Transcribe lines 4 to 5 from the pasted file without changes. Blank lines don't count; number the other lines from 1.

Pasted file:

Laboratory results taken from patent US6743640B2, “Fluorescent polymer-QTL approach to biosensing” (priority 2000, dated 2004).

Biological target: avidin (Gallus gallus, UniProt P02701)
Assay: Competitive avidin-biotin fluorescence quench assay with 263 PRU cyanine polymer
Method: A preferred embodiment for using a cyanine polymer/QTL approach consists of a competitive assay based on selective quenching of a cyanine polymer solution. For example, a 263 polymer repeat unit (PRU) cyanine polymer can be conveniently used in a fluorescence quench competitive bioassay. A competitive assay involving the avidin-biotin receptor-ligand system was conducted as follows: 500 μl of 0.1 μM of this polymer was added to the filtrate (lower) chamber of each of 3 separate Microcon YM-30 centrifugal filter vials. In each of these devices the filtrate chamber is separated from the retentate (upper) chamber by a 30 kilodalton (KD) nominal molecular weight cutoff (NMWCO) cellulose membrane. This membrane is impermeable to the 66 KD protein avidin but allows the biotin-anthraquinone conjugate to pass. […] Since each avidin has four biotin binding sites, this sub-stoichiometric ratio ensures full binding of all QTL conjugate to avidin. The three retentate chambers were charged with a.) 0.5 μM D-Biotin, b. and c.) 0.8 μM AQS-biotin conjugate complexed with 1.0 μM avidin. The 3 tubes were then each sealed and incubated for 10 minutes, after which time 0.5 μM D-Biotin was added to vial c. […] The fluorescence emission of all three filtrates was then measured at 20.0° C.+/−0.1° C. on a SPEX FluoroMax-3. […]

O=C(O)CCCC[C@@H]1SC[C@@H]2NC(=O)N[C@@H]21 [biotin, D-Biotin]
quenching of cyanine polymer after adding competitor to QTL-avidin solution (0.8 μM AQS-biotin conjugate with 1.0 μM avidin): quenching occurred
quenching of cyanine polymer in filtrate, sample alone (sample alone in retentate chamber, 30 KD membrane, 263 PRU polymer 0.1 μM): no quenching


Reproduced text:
Method: A preferred embodiment for using a cyanine polymer/QTL approach consists of a competitive assay based on selective quenching of a cyanine polymer solution. For example, a 263 polymer repeat unit (PRU) cyanine polymer can be conveniently used in a fluorescence quench competitive bioassay. A competitive assay involving the avidin-biotin receptor-ligand system was conducted as follows: 500 μl of 0.1 μM of this polymer was added to the filtrate (lower) chamber of each of 3 separate Microcon YM-30 centrifugal filter vials. In each of these devices the filtrate chamber is separated from the retentate (upper) chamber by a 30 kilodalton (KD) nominal molecular weight cutoff (NMWCO) cellulose membrane. This membrane is impermeable to the 66 KD protein avidin but allows the biotin-anthraquinone conjugate to pass. […] Since each avidin has four biotin binding sites, this sub-stoichiometric ratio ensures full binding of all QTL conjugate to avidin. The three retentate chambers were charged with a.) 0.5 μM D-Biotin, b. and c.) 0.8 μM AQS-biotin conjugate complexed with 1.0 μM avidin. The 3 tubes were then each sealed and incubated for 10 minutes, after which time 0.5 μM D-Biotin was added to vial c. […] The fluorescence emission of all three filtrates was then measured at 20.0° C.+/−0.1° C. on a SPEX FluoroMax-3. […]

O=C(O)CCCC[C@@H]1SC[C@@H]2NC(=O)N[C@@H]21 [biotin, D-Biotin]